Several years ago, I dedicated about one day a week as a volunteer at a therapeutic riding facility for adults with disabilities in Florida. Even though I started out volunteering at the farm to fulfill a summer class requirement, I was able to get so much more out of the experience than I thought I would.
It was my first day out at the farm, only about an hour or so into my volunteer shift when it hit me. It was muggy Friday morning, so the day’s lessons were being conducted under the newly constructed covered arena.
I, along with two other volunteers, a 14-year-old high school freshman and an a 60-year-old horse enthusiast walked Tie, a handsome dark bay Morgan therapy horse, out to the arena. We were the team picked to help Charlotte, the lead trainer and adviser of the therapy program’s, next lesson.
As we entered the arena, Charlotte briefed us on Paul, our rider for the next hour. Paul is a man in his mid 50s who suffers from the most severe cause of autism I’ve ever witnessed in an adult. He’s been working with Charlotte and Tie, the therapy horse, for several years. Charlotte told us how things were going well for at first. Those involved said they saw significant progress in Paul’s personality and attitude when working with the horses., and what he was able to take with him after each ride. But all of a sudden, about a year and a half ago, Paul decided he no longer wanted to ride.
Ever since, Charlotte has been working with him to try to get back on the horse, but all attempts up until today proved futile. Paul would stand at the edge of the arena, helmet secured on his head and riding boots on, but as soon as Tie and a team of volunteers would approach him, he would pull away and rescind back on the other side of the arena’s fence.
About a month or so prior to this session, Charlotte had finally gotten Paul to come out and at least pet Tie, and even lead the horse around the arena while on the ground. Paul’s doctors, nurses, family members and even Charlotte, have no idea what caused Paul’s certain and sudden apprehension of horses. Charlotte was hopeful, however, on this muggy Friday morning.
We were all introduced to Paul, a middle-aged man with a kind heart. He happily hugged us all, yet looked at us with such a blank stare. He patted Tie gently, before Charlotte coaxed Paul into trying to sit in the saddle once again. At the mention of getting on the horse, Paul began to freeze up, and clutched onto Charlotte immediately. But then, out of nowhere, with the four of us showing Paul how wonderful and calm Tie was, Paul was able to climb into the saddle for the first time in over a year.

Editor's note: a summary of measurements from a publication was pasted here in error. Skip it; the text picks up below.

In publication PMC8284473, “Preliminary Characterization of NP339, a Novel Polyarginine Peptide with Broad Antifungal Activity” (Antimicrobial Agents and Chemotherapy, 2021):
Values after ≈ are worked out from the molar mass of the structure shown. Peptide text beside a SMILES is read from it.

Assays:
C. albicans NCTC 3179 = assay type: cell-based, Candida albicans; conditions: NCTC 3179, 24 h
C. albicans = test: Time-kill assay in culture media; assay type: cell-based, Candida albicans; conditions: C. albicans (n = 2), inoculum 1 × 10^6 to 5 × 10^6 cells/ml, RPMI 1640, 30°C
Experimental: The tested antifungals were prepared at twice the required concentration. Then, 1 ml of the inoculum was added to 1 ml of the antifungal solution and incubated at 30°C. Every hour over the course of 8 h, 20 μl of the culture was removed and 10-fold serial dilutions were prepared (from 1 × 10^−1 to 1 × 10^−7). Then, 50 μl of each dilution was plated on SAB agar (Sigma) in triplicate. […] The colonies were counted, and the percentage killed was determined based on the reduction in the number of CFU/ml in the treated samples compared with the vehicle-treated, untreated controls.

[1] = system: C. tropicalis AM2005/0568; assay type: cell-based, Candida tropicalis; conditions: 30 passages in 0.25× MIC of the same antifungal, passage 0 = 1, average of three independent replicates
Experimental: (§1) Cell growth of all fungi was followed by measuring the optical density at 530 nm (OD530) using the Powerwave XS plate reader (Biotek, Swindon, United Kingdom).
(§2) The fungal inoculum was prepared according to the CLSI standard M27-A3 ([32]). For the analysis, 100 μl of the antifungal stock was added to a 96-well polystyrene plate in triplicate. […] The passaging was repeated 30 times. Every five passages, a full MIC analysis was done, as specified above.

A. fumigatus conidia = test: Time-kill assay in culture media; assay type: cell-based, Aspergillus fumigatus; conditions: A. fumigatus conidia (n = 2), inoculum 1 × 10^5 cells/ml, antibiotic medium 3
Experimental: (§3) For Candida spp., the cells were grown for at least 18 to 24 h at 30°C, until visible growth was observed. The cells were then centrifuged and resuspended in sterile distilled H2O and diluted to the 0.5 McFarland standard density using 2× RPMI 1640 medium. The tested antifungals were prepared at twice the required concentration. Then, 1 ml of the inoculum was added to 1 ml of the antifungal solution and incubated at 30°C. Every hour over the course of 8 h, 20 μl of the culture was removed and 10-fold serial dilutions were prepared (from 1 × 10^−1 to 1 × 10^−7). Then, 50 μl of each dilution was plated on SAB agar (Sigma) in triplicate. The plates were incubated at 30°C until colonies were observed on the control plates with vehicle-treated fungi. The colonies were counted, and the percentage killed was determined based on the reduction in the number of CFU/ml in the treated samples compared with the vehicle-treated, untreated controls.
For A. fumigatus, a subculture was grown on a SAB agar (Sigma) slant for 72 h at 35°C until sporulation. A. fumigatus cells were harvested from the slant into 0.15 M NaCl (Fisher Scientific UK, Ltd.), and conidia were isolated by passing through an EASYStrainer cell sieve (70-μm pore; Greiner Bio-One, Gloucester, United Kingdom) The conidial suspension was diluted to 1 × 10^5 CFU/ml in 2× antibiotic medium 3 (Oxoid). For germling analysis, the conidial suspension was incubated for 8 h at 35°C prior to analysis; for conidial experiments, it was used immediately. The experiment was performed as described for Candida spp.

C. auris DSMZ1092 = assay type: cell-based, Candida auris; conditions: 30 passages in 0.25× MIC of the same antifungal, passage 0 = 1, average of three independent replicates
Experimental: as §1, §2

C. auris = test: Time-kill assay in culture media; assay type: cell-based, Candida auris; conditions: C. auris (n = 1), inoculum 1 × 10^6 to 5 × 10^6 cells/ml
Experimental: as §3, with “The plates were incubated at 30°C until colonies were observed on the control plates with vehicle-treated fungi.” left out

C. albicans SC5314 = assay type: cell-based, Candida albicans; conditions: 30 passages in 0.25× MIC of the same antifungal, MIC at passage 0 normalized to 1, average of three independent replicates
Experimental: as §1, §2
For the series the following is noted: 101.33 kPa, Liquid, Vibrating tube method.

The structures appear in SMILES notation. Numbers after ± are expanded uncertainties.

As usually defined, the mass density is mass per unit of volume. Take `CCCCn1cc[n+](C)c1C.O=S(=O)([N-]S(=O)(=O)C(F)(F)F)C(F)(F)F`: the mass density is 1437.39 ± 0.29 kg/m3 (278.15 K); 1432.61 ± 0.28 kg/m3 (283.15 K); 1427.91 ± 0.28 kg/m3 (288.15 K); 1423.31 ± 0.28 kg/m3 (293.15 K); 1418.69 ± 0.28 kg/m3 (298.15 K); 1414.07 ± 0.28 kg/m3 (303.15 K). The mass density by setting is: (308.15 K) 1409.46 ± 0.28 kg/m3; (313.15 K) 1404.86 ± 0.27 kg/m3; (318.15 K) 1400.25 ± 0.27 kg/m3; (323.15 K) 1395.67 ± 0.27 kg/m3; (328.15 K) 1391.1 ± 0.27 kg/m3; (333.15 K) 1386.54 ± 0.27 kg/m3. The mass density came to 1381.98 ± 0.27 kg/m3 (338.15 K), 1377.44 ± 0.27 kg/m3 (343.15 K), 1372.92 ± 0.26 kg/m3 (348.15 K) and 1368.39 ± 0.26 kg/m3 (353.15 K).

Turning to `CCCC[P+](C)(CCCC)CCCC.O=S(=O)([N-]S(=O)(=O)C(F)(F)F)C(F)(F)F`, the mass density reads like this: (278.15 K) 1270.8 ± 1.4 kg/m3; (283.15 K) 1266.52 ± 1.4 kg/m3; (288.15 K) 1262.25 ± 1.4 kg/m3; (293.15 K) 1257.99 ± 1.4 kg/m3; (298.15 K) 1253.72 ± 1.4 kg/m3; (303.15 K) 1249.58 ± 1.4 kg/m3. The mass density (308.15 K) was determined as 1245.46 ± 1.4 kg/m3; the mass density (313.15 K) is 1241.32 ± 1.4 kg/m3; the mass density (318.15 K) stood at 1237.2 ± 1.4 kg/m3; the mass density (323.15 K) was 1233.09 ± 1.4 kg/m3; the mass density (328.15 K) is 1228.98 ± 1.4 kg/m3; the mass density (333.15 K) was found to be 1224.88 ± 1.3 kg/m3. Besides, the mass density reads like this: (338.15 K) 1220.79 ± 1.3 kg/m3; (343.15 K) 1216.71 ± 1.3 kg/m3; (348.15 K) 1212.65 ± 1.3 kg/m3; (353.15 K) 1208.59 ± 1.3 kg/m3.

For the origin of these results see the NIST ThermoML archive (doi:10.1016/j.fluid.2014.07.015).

My job on this particular morning was to stand alongside of the horse and provide Paul with extra support, if needed. I held his hand while he was very nervous and tense at first, then helped him with therapy exercises from the ground.
Throughout our lesson, Paul slowly began to loosen up. By the end of the ride, Paul was smiling and able to ride comfortably with his hands held straight up in the air, or leaning down to hug Tie.
We even ventured out of the arena and into a nearby 20-acre pasture for a short trail ride. This part of the lesson is what touched me the most.
Paul seemed to brighten up. His blank, glazed stare was gone. He looked out through the woods at the other horses grazing near by, and named all of them for us. He picked flowers and gave one to each of us before climbing back into the saddle with a new found confidence for the ride back to the barn.
It was then, that it hit me. I had volunteered at local soup kitchens and other community organizations before, but had never seen anything quite like this. It was amazing to see how well Paul was able to connect with an animal, and how the bond between them was helping him mentally, emotionally, and physically.
I wouldn’t have traded that feeling nor the experience for anything in the world. For the first time in my life, I felt as though I was making a difference, and sharing the joy of horses on a deeply personal level.
I was reminded on this experience recently, as I watched a woman I ride with regularly hold ride double with her autistic child on a calm and patient Quarter Horse mare, Daisy. I stood and watched from afar as Carol’s daughter smiled and laughed as they walked and trotted in the open pasture.
Being an equestrian, I believe that the bond and relationship between a human and animal is therapeutic in itself. But what these people are able to learn and do through the help of a horse is incredible. I have witnessed, like in the story I recounted above, how this sort of bond can help people of all different backgrounds change their lives.
If you have the chance to volunteer, I really recommend it. Not only is it a way to give back, but watching the way horses can change and help another person’s life is really quite moving.